Last week GM took the wraps off the 2022 Hummer EV, the self-described first all-electric super truck. Could this electron-fueled monster – and other uniquely designed electric trucks like it – threaten the future of truck camping?
General Motors has finally taken the electric blanket off their all-new 2022 Hummer EV, and it’s nothing less than a complete relaunch for the Humvee gone mainstream brand.
First up, GM has employed their proprietary Ultium modular battery technology for the Hummer EV. This is a variant of the increasingly ubiquitous skateboard (integrated wheels and motors with a flat battery underbody) that represents the current approach to all-electric vehicle manufacturing.
The Hummer EV’s 24-module, double-stacked Ultium battery (shown above in an earlier GM prototype) offers up to 350-miles per full-charge. The 800-volt DC fast charging capability adds 100-miles of range in approximately 10-minutes. That’s about the amount of time it takes to fill our RAM 3500 with fuel.
The three-motor Hummer EV Edition 1 (shown above) has a blistering 1,000 horse-power. When the Hummer EV is put into GM’s, “Watts to Freedom” mode, this truck can reportedly accelerate from 0-60 miles-per-hour in 3-seconds.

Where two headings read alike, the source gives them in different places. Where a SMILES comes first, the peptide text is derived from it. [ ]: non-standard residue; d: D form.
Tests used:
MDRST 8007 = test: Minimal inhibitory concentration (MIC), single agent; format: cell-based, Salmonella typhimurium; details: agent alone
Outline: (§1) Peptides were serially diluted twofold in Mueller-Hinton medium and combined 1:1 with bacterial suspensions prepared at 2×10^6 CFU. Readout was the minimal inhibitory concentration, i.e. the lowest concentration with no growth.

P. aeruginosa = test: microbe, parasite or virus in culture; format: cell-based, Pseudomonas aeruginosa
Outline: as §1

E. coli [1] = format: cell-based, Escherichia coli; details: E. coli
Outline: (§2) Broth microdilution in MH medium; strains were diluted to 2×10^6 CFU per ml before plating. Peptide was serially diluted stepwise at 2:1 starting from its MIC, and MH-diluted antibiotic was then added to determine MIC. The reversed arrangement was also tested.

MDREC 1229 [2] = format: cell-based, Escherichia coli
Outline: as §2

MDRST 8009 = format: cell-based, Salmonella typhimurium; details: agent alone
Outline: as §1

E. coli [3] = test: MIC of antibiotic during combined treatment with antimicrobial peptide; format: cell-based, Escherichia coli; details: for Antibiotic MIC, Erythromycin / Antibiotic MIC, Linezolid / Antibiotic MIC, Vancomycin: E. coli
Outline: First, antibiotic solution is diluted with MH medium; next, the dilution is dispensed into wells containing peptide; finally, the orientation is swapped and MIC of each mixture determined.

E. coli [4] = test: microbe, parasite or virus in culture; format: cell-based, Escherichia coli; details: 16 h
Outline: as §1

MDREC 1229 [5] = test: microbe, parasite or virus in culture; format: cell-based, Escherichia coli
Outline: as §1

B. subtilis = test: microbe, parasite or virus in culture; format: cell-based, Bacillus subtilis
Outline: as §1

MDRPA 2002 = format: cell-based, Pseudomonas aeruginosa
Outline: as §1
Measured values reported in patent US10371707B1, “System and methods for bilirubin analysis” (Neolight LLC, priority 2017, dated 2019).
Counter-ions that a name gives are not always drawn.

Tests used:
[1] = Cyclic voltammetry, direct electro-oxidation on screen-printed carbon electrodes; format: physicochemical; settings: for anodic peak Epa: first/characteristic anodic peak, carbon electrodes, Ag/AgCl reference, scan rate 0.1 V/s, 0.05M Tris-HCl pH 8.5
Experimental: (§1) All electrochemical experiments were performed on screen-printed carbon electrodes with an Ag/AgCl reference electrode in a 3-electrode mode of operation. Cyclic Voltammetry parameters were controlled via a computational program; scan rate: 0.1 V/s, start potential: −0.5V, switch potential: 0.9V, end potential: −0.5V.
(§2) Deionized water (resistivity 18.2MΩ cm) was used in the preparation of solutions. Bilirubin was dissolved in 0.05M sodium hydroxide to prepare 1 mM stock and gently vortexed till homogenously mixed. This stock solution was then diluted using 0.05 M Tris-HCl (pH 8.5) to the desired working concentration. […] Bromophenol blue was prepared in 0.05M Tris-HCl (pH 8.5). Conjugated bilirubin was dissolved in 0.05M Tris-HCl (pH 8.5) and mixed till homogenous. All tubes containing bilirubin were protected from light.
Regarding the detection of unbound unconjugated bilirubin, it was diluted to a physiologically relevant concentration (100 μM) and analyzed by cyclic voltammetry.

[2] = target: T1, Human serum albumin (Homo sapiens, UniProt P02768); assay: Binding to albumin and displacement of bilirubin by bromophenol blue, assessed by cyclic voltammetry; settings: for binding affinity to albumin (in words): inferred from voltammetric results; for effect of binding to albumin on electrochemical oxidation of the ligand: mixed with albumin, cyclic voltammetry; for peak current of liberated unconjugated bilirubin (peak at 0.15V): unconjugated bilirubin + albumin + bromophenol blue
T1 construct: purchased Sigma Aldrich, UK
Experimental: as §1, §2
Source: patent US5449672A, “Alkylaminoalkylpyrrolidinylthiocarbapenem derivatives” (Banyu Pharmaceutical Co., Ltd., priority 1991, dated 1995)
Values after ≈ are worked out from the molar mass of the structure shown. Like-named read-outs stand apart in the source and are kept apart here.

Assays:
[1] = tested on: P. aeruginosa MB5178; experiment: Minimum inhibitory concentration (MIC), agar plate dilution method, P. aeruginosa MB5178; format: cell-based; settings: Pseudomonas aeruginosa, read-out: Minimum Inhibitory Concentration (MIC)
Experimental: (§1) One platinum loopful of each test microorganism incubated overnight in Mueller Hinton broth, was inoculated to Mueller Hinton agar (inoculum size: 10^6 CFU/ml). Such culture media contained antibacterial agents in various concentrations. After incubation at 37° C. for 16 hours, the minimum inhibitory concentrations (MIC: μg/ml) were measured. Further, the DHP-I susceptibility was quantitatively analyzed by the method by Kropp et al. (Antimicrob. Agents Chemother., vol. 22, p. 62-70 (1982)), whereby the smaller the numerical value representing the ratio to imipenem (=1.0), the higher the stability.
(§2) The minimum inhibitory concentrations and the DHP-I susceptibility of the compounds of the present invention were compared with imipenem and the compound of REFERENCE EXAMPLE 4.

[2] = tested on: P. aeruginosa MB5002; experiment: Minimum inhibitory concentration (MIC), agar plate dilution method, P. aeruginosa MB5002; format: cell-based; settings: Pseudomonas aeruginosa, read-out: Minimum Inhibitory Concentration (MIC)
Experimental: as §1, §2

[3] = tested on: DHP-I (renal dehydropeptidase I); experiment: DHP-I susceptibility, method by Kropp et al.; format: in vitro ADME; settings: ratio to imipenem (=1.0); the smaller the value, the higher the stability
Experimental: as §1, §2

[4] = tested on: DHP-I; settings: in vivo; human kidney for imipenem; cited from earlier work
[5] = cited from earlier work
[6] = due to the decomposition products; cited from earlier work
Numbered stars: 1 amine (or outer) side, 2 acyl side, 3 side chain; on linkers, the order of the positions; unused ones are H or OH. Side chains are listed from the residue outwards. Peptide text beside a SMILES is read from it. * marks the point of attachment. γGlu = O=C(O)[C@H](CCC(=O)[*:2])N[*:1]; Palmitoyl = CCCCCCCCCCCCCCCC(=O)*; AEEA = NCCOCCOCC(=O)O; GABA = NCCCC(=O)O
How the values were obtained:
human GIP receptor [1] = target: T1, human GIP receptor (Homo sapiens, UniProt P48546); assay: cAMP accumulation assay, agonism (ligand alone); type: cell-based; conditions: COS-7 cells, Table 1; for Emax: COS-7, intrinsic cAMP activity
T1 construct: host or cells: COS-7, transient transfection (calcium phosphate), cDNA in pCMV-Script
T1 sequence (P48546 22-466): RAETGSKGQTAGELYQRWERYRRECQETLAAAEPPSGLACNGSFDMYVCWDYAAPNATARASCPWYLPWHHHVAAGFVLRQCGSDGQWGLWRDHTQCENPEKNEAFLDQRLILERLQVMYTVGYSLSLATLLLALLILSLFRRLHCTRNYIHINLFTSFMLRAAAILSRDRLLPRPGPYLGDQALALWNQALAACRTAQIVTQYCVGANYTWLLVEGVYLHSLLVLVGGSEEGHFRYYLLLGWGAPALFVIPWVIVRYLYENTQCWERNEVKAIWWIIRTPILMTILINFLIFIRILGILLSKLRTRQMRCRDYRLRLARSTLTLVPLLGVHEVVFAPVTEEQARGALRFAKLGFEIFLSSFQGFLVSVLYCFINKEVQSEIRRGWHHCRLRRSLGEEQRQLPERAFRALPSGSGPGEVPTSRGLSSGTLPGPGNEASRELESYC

Hopefully the steering and braking systems are up to that kind of insanely rapid acceleration. Otherwise, this “Watts to Freedom” mode might be come known as, “Watts to Walls” or, “Watts into Walmarts” or, “Watts were we thinking?”
The entire automotive press openly guffawed at GM’s claimed 11,500 pound feet of torque for the Hummer EV. According to more reasonable calculations, it’s more like 800 lb-ft. That’s still an extremely impressive number, but less likely to unfurl the asphalt as GM’s fantasy figure.
The Hummer EV sports some impressive 35-inch Goodyear Wrangler Territory mud-terrain tires. An adaptive air-suspension system with 6-inches of travel further improves ground clearance, approach and departure angles. Let there be no doubt that GM envisions the Hummer EV as a serious off-road machine.
To protect the Ultium batteries during off-road adventures, the Hummer EV features metal underbody skid plates. You can also “watch” what’s going on under the Hummer EV with front and rear underbody cameras. Additional cameras give you 18-additional views around the truck.
Above: Play the video above to see the Hummer EV’s crab walking feature
If you’re still yawning, the Crabwalk feature might get your attention. With four-wheel steering, the rear wheels can angle in the same direction as the front wheels – at low speeds. This allows the truck to literally drive diagonally. So long three-point turns. Hello crabwalk!